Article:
The Green Building Council have written a new report saying 25 million homes need to receive an insulation upgrade between now and 2050. Apparently that’s one home every minute! But really this insulation needs to happen a lot sooner than that if people living now are going to enjoy the benefit of a cosy home. The report also calls for the re-introduction of the Zero Carbon homes policy, removed by the present government. Read more here.
I’ve had such a nice response from posting the CAT podcast I thought I’d post the link to the edition of The Reunion about CAT. I sat in the studio for this one watching the team put the programme together and I have to say they did a really good job, both at capturing and respecting the memory of those early days. It’s the best journalistic representation of CAT and what it was trying to achieve.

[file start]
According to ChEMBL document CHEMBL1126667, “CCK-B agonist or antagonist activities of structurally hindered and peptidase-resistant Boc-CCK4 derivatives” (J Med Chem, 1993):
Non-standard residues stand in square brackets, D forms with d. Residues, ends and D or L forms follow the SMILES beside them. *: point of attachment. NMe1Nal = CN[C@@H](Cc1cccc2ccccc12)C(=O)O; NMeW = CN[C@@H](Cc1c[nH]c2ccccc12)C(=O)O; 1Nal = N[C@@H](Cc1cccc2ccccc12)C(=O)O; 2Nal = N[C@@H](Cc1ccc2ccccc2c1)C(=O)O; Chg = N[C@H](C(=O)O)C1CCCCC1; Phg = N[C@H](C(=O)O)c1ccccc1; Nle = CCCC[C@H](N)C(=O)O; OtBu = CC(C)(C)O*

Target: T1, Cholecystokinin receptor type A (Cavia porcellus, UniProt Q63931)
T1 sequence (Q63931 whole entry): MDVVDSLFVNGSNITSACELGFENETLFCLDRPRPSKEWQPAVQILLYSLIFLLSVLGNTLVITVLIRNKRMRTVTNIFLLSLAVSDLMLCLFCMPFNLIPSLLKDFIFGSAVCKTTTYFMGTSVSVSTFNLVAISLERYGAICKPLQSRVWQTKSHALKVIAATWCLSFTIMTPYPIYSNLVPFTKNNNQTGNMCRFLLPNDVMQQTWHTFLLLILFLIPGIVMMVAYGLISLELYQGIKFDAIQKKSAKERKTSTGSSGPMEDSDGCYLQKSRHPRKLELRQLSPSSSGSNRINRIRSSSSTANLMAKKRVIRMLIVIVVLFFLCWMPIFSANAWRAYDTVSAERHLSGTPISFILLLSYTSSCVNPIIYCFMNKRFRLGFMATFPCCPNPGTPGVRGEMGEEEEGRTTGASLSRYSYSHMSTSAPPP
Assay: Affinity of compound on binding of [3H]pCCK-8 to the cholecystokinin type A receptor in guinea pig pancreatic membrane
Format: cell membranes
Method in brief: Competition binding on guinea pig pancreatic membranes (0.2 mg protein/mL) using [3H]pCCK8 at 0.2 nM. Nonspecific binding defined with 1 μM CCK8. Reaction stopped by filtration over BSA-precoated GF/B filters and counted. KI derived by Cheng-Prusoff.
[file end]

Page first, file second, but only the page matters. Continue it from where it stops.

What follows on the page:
Yesterday I was weeding the last of six vegetable beds in our garden when I heard a kerfuffle by the Wendy house. I looked up to see a small garden bird being assassinated by a hawk behind a grassy knoll. The hawk I think was rather put out by my presence and hopped up on to the ridge of the roof of the Wendy house. It looked at me. I looked at it. It looked back at me. Neither of us moved. The other bird lay injured and panting on the ground. I reached in my pocket to grab my phone. The hawk flew off. No picture. I wondered what to do with the garden bird. I picked it up and it lay panting in my gloved hand. And then it stopped, and I realised that the life had gone from it. I put it back behind the grassy knoll, doubting whether the hawk would be back to claim its meal. Above me three red kites circled in the high distance. The ravens restlessly darted through the low skies. The robins, normally so brazen chasing the worms of the freshly tilled soil, hid. The humbled gardener brushed the soil off his fork and went inside for a cup of tea.